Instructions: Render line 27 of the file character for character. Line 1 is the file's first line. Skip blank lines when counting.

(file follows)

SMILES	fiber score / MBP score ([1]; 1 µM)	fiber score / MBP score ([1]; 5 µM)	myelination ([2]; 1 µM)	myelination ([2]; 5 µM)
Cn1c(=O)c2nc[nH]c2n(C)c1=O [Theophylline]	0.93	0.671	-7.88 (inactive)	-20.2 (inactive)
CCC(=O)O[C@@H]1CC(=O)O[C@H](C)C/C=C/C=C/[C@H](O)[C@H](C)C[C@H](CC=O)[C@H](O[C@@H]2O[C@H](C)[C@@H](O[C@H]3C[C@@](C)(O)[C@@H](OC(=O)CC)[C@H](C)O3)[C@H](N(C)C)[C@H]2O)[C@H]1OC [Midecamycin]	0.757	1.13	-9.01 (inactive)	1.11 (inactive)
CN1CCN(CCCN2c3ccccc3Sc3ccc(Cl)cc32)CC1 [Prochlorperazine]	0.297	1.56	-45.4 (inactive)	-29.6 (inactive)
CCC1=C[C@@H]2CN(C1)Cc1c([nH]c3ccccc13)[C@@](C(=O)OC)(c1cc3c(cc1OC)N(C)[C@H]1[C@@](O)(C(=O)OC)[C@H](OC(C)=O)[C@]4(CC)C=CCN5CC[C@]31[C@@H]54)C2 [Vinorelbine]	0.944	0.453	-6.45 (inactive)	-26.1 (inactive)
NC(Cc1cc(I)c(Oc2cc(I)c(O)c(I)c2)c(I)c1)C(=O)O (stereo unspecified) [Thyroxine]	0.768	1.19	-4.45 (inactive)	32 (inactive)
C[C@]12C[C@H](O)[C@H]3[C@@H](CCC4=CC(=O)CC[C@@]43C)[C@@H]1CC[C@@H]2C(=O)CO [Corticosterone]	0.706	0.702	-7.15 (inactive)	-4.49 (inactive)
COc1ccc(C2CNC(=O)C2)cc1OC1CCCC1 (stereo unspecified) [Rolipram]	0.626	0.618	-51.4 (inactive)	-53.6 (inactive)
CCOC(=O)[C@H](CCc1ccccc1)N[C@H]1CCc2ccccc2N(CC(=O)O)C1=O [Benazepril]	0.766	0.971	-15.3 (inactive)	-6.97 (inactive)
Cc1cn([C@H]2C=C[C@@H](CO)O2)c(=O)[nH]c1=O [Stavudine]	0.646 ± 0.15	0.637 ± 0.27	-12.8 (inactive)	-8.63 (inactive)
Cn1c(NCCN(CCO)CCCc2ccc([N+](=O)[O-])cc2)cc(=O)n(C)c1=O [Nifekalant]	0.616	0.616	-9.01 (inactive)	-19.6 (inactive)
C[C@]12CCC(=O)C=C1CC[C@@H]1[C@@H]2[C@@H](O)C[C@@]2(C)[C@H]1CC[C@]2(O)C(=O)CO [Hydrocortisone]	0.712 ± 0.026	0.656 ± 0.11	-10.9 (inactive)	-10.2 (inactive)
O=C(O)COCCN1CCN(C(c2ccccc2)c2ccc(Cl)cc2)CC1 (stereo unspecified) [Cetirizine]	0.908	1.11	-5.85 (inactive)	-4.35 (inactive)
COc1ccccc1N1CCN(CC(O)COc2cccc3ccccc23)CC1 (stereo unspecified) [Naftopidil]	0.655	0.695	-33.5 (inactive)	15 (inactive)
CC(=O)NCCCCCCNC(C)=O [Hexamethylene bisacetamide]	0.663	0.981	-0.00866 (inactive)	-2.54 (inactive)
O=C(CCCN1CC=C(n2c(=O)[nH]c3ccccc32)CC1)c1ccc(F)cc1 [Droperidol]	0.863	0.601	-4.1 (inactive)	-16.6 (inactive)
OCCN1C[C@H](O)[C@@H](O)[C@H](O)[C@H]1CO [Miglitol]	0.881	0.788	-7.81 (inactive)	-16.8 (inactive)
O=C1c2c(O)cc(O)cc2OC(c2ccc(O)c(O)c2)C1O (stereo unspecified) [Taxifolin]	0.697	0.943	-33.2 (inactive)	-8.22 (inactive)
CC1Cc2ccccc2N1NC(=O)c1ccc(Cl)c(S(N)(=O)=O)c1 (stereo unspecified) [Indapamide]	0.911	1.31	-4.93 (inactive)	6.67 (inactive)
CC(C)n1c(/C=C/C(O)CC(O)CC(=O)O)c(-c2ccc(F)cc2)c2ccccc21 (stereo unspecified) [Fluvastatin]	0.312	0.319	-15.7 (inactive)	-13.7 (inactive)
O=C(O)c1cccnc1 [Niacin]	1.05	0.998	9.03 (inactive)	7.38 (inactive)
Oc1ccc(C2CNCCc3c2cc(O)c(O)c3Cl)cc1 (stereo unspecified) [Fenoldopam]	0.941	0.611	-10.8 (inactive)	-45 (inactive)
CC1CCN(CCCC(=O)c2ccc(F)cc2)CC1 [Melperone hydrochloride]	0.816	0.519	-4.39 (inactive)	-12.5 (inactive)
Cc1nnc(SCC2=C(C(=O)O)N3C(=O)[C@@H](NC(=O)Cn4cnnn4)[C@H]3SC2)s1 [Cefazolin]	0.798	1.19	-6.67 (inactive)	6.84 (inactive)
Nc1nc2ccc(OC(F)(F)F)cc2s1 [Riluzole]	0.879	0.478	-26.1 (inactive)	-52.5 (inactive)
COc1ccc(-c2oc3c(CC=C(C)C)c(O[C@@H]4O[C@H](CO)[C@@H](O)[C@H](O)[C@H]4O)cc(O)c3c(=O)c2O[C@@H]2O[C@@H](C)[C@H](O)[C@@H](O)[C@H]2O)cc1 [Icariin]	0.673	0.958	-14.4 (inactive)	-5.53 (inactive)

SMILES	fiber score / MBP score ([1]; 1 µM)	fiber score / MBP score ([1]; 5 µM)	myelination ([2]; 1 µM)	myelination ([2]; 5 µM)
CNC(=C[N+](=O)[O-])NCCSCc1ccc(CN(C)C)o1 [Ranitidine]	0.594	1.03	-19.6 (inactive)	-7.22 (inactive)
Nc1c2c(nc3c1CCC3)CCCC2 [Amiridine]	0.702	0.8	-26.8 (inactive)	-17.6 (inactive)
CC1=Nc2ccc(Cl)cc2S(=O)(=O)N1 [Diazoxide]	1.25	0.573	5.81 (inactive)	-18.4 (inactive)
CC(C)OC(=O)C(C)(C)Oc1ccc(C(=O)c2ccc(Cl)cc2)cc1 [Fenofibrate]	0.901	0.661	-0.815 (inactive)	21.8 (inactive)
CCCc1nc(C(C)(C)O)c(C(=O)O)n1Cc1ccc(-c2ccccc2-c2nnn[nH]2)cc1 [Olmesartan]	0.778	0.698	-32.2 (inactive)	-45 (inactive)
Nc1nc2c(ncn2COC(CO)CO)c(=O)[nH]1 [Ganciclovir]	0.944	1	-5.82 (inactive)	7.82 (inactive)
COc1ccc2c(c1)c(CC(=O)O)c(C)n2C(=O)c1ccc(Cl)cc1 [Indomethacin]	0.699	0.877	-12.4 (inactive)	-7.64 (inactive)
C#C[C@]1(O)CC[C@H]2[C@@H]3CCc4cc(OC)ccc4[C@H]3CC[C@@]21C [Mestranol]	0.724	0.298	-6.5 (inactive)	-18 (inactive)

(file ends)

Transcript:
SMILES	fiber score / MBP score ([1]; 1 µM)	fiber score / MBP score ([1]; 5 µM)	myelination ([2]; 1 µM)	myelination ([2]; 5 µM)